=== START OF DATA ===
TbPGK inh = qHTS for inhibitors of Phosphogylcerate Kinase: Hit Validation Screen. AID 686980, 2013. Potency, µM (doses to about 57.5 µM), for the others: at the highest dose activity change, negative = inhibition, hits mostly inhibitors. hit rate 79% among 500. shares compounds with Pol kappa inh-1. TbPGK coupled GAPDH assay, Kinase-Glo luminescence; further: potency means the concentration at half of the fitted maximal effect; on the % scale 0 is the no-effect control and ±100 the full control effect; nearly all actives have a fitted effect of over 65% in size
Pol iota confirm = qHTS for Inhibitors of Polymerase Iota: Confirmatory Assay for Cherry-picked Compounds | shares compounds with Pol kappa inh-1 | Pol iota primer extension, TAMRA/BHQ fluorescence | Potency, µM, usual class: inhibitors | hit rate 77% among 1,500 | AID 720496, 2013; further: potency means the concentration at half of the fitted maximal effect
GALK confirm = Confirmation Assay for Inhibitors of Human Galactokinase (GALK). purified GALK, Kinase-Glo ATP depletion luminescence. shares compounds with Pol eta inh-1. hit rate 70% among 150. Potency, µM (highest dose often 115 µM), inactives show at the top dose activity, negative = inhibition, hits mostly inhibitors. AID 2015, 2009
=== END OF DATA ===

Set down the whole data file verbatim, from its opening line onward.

TbPGK inh = qHTS for inhibitors of Phosphogylcerate Kinase: Hit Validation Screen. AID 686980, 2013. Potency, µM (doses to about 57.5 µM), for the others: at the highest dose activity change, negative = inhibition, hits mostly inhibitors. hit rate 79% among 500. shares compounds with Pol kappa inh-1. TbPGK coupled GAPDH assay, Kinase-Glo luminescence; further: potency means the concentration at half of the fitted maximal effect; on the % scale 0 is the no-effect control and ±100 the full control effect; nearly all actives have a fitted effect of over 65% in size
Pol iota confirm = qHTS for Inhibitors of Polymerase Iota: Confirmatory Assay for Cherry-picked Compounds | shares compounds with Pol kappa inh-1 | Pol iota primer extension, TAMRA/BHQ fluorescence | Potency, µM, usual class: inhibitors | hit rate 77% among 1,500 | AID 720496, 2013; further: potency means the concentration at half of the fitted maximal effect
GALK confirm = Confirmation Assay for Inhibitors of Human Galactokinase (GALK). purified GALK, Kinase-Glo ATP depletion luminescence. shares compounds with Pol eta inh-1. hit rate 70% among 150. Potency, µM (highest dose often 115 µM), inactives show at the top dose activity, negative = inhibition, hits mostly inhibitors. AID 2015, 2009